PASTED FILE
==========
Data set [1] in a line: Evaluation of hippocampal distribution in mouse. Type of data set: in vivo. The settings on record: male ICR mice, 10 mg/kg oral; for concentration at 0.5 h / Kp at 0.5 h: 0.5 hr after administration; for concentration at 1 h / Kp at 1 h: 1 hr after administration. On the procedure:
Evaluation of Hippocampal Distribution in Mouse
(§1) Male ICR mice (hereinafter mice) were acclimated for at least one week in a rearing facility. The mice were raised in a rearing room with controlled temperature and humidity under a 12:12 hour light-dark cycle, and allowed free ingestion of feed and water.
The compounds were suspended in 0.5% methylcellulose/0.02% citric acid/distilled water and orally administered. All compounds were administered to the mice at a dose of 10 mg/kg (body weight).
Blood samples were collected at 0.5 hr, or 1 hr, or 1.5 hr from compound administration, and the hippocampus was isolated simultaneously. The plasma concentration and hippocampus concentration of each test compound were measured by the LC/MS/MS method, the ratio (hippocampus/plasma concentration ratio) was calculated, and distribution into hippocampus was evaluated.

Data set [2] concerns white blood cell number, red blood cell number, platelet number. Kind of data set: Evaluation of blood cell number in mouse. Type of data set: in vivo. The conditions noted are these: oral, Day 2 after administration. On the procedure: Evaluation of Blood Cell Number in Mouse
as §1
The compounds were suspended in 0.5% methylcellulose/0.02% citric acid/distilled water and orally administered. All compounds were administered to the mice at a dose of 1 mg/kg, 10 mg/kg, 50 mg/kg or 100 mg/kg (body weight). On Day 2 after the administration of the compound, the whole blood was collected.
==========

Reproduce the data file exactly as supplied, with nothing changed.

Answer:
Data set [1] in a line: Evaluation of hippocampal distribution in mouse. Type of data set: in vivo. The settings on record: male ICR mice, 10 mg/kg oral; for concentration at 0.5 h / Kp at 0.5 h: 0.5 hr after administration; for concentration at 1 h / Kp at 1 h: 1 hr after administration. On the procedure:
Evaluation of Hippocampal Distribution in Mouse
(§1) Male ICR mice (hereinafter mice) were acclimated for at least one week in a rearing facility. The mice were raised in a rearing room with controlled temperature and humidity under a 12:12 hour light-dark cycle, and allowed free ingestion of feed and water.
The compounds were suspended in 0.5% methylcellulose/0.02% citric acid/distilled water and orally administered. All compounds were administered to the mice at a dose of 10 mg/kg (body weight).
Blood samples were collected at 0.5 hr, or 1 hr, or 1.5 hr from compound administration, and the hippocampus was isolated simultaneously. The plasma concentration and hippocampus concentration of each test compound were measured by the LC/MS/MS method, the ratio (hippocampus/plasma concentration ratio) was calculated, and distribution into hippocampus was evaluated.

Data set [2] concerns white blood cell number, red blood cell number, platelet number. Kind of data set: Evaluation of blood cell number in mouse. Type of data set: in vivo. The conditions noted are these: oral, Day 2 after administration. On the procedure: Evaluation of Blood Cell Number in Mouse
as §1
The compounds were suspended in 0.5% methylcellulose/0.02% citric acid/distilled water and orally administered. All compounds were administered to the mice at a dose of 1 mg/kg, 10 mg/kg, 50 mg/kg or 100 mg/kg (body weight). On Day 2 after the administration of the compound, the whole blood was collected.